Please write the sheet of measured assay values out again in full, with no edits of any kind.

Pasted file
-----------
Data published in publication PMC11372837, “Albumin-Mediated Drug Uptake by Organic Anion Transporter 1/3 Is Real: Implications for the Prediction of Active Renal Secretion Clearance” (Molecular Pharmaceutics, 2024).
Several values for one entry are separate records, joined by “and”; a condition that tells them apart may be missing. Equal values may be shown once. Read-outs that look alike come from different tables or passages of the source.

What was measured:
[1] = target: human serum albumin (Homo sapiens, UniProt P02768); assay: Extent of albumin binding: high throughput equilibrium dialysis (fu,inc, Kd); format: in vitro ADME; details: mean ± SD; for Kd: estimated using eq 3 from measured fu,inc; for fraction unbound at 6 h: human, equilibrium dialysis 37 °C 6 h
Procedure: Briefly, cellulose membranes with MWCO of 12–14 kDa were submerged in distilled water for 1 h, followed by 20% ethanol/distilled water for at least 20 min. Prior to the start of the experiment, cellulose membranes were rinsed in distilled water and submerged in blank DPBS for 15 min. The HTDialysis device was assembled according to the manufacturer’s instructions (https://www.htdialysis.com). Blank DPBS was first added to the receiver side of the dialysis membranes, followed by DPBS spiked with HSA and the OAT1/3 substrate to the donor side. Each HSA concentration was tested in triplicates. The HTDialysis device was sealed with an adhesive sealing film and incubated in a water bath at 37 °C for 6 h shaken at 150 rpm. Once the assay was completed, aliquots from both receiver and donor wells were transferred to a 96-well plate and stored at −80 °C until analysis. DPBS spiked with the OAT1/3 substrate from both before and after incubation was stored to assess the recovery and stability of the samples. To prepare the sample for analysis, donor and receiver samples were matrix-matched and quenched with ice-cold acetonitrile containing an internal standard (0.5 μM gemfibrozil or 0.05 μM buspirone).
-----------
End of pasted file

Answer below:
Data published in publication PMC11372837, “Albumin-Mediated Drug Uptake by Organic Anion Transporter 1/3 Is Real: Implications for the Prediction of Active Renal Secretion Clearance” (Molecular Pharmaceutics, 2024).
Several values for one entry are separate records, joined by “and”; a condition that tells them apart may be missing. Equal values may be shown once. Read-outs that look alike come from different tables or passages of the source.

What was measured:
[1] = target: human serum albumin (Homo sapiens, UniProt P02768); assay: Extent of albumin binding: high throughput equilibrium dialysis (fu,inc, Kd); format: in vitro ADME; details: mean ± SD; for Kd: estimated using eq 3 from measured fu,inc; for fraction unbound at 6 h: human, equilibrium dialysis 37 °C 6 h
Procedure: Briefly, cellulose membranes with MWCO of 12–14 kDa were submerged in distilled water for 1 h, followed by 20% ethanol/distilled water for at least 20 min. Prior to the start of the experiment, cellulose membranes were rinsed in distilled water and submerged in blank DPBS for 15 min. The HTDialysis device was assembled according to the manufacturer’s instructions (https://www.htdialysis.com). Blank DPBS was first added to the receiver side of the dialysis membranes, followed by DPBS spiked with HSA and the OAT1/3 substrate to the donor side. Each HSA concentration was tested in triplicates. The HTDialysis device was sealed with an adhesive sealing film and incubated in a water bath at 37 °C for 6 h shaken at 150 rpm. Once the assay was completed, aliquots from both receiver and donor wells were transferred to a 96-well plate and stored at −80 °C until analysis. DPBS spiked with the OAT1/3 substrate from both before and after incubation was stored to assess the recovery and stability of the samples. To prepare the sample for analysis, donor and receiver samples were matrix-matched and quenched with ice-cold acetonitrile containing an internal standard (0.5 μM gemfibrozil or 0.05 μM buspirone).